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29 January 2004 MAX: a gamma-ray lens for nuclear astrophysics
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The mission concept MAX is a space borne crystal diffraction telescope, featuring a broad-band Laue lens optimized for the observation of compact sources in two wide energy bands of high astrophysical relevance. For the first time in this domain, gamma-rays will be focused from the large collecting area of a crystal diffraction lens onto a very small detector volume. As a consequence, the background noise is extremely low, making possible unprecedented sensitivities. The primary scientific objective of MAX is the study of type Ia supernovae by measuring intensities, shifts and shapes of their nuclear gamma-ray lines. When finally understood and calibrated, these profoundly radioactive events will be crucial in measuring the size, shape, and age of the Universe. Observing the radioactivities from a substantial sample of supernovae and novae will significantly improve our understanding of explosive nucleosynthesis. Moreover, the sensitive gamma-ray line spectroscopy performed with MAX is expected to clarify the nature of galactic microquasars (e+e- annihilation radiation from the jets), neutrons stars and pulsars, X-ray Binaries, AGN, solar flares and, last but not least, gamma-ray afterglow from gamma-burst counterparts.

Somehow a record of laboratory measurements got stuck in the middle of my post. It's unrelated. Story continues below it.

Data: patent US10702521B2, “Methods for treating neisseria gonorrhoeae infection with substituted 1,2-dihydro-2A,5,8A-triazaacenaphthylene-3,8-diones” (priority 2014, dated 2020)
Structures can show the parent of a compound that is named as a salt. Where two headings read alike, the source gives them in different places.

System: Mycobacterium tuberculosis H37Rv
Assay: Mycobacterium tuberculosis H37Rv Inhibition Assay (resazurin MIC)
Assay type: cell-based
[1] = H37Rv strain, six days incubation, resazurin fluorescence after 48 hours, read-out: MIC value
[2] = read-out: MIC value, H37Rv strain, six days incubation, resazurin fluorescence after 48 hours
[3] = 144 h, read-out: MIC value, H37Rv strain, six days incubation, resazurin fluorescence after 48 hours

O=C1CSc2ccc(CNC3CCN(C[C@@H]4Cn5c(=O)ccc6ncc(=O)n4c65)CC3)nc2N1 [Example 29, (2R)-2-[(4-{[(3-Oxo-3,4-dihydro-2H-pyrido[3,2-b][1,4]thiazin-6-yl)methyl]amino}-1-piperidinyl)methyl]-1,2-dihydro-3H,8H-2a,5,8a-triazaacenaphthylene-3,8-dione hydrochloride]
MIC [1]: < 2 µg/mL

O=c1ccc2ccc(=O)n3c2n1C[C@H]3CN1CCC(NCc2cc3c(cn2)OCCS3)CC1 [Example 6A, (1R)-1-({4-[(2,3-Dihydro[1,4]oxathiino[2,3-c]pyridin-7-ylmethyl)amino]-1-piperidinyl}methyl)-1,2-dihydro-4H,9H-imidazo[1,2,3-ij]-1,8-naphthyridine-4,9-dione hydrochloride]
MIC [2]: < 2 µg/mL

© (2004) COPYRIGHT Society of Photo-Optical Instrumentation Engineers (SPIE). Downloading of the abstract is permitted for personal use only.


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